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Thread: Titanium welding question

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    Default Titanium welding question

    Hello,

    I would be interested in hearing what pulse settings people are using for titanium. I think I am getting pretty close to where I want to be, but am still getting some blue color on the edge of the shielding gas.

    DSCF6211.jpg

    The material is 0.875'' OD with 0.051'' wall

    0.045'' filler wire

    So far what has been working best for me has been:

    59 peak amps, 10% pulse on, 55% Pulse amps, about 1Hz
    1/16 rare earth tungsten, #15 cup on a large diameter gas lens, about 3/4'' stick out. I have played with the gas from 15-35cfh and I have been getting the best results with about 25cfh.

    I have been trying to do short passes of less than 1/4 tube diameter and letting it cool down, should I let it get cold between passes?

    I am going to get some more scrap and some .035'' wire later today and see how that goes.

    Any advice is greatly appreciated.

    Also, before anyone asks, these parts are not purged, that is the next thing I am going to have to figure out.

    Zack Rielley

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    Default Re: Titanium welding question

    Well, I will respond myself.

    I was advised to try around 115 peak amps, 5% background amps, with 10-15% pulse time on.

    Was also told to let the part cool down more.

    Will report back

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    Default Re: Titanium welding question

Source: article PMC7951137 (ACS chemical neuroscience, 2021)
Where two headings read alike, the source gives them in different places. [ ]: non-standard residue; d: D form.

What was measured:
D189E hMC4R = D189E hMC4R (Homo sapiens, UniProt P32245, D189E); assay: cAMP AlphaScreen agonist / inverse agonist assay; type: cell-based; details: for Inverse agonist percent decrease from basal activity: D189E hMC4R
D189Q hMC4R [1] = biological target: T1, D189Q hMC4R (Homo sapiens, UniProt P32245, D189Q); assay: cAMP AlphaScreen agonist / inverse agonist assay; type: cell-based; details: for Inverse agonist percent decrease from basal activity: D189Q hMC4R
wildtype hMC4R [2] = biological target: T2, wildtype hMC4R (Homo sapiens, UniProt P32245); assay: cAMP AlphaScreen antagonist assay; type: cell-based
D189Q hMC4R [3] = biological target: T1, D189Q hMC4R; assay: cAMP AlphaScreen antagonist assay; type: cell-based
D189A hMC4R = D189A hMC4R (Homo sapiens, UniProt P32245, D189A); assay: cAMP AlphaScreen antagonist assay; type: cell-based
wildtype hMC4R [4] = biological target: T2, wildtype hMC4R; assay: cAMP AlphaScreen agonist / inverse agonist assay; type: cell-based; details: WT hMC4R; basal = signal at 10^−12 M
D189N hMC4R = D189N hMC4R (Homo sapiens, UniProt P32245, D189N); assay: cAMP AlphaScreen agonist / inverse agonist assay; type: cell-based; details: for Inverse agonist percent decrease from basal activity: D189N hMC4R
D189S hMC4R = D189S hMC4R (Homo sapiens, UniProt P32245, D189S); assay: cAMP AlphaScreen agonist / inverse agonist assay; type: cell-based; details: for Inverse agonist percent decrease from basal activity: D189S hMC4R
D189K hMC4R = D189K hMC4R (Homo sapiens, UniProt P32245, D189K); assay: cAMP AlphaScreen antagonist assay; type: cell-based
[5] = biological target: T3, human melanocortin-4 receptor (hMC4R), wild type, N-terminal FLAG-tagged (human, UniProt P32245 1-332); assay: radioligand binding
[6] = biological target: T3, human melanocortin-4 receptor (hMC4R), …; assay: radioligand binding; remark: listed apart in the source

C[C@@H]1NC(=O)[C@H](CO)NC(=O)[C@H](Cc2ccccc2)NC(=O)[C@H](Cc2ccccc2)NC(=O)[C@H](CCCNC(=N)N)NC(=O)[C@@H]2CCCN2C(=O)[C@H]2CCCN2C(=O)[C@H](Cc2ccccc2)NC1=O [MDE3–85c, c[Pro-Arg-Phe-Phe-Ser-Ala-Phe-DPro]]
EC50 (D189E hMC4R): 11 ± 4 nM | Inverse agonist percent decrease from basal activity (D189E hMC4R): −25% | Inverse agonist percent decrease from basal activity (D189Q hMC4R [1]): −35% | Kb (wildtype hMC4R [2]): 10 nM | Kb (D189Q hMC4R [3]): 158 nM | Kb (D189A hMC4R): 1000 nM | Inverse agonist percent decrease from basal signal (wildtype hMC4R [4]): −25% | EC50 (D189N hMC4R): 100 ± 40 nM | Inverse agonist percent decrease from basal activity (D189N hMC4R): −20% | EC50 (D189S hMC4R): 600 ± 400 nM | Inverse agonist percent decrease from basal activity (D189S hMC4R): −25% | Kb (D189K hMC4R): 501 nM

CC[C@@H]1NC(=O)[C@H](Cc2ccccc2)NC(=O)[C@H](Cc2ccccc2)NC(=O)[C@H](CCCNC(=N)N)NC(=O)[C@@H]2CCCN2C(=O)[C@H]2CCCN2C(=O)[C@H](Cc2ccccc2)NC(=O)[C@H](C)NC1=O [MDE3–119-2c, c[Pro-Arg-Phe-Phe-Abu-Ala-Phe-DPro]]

What's the inside look like?

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    Default Re: Titanium welding question

    The picture was from when I was only worrying about the outside and getting my initial setting correct, so they were not purged and therefore, looked terrible inside.

    I have since used pulse settings similar to what I wrote in my second post and am getting closer to where I want to be, I think. I also did some purging and the inside looks better than the outside, so the purge is working. I need to get some bigger pieces to practice on, as I think the parts are so small that they are getting pretty saturated with heat during even short welds. I have also been using foil to try to dam the argon.

    Also, when it comes to the level of acceptable color, am I really only concerned with the color on the weld itself and less concerned with the color on the outside of the gas envelope?

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    Default Re: Titanium welding question

    150A, 5-10% BG, 25-30% on time, 1-3PPS

    Ultimately, you need to figure out what's going to work for you. Some people don't pulse, some do, people use all different sizes of filler depending on the specific area, it's geometry and their technique.

    The only thing I'd advise for you is to turn up your heat and move faster. 60A might get the job done but you'll get it done faster and cleaner with more power. And there's going to be a time when you need to punch the pedal and use up the headroom to start a puddle quickly. The rest of the stuff (BG, Pulse and On-time) you'll figure out.
    Sean Chaney
    www.vertigocycles.com
    a peek behind the curtain

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    Default Re: Titanium welding question

    Pulse settings aren't going to magically solve the lumpy weld. Like Sean said you'll need some time to find pulse settings that work for you. Everybody welds differently and there's no magic bullet for that one. I'm of the opinion that a lot of people are so paranoid about O2 contamination that they don't get the weld hot enough to get the bead to lay down and get decent penetration. Get the weld to look smooth and your tie ins to not hump up and then worry about what color it is. Just because you're welding doesn't mean you have to add filler. It's preferable to start a few dips back from the previous end point and basically re-melt the weld, then start adding filler where the previous weld stopped. This keeps your tie ins smoother and your penetration more consistent.